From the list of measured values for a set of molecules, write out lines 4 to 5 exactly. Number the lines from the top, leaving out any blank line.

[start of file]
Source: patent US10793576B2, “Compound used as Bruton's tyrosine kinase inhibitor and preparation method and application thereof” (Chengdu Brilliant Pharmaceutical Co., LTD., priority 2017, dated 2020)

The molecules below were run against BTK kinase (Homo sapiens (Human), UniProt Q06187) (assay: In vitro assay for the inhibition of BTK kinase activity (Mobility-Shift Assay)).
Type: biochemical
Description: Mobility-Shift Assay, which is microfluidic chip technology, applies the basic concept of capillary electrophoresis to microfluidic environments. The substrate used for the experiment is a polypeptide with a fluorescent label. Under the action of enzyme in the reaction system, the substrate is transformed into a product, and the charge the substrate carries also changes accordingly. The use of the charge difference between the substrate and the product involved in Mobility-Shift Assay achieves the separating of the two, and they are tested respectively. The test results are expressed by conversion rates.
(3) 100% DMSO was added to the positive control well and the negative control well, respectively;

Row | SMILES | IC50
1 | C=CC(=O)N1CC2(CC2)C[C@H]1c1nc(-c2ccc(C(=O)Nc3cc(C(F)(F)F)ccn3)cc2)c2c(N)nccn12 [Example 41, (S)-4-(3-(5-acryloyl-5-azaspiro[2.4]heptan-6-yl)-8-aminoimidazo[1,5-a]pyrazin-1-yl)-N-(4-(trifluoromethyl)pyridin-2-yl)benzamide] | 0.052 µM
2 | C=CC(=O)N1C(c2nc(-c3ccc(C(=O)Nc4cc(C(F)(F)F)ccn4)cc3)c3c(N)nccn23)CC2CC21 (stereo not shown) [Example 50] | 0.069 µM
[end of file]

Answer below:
Description: Mobility-Shift Assay, which is microfluidic chip technology, applies the basic concept of capillary electrophoresis to microfluidic environments. The substrate used for the experiment is a polypeptide with a fluorescent label. Under the action of enzyme in the reaction system, the substrate is transformed into a product, and the charge the substrate carries also changes accordingly. The use of the charge difference between the substrate and the product involved in Mobility-Shift Assay achieves the separating of the two, and they are tested respectively. The test results are expressed by conversion rates.
(3) 100% DMSO was added to the positive control well and the negative control well, respectively;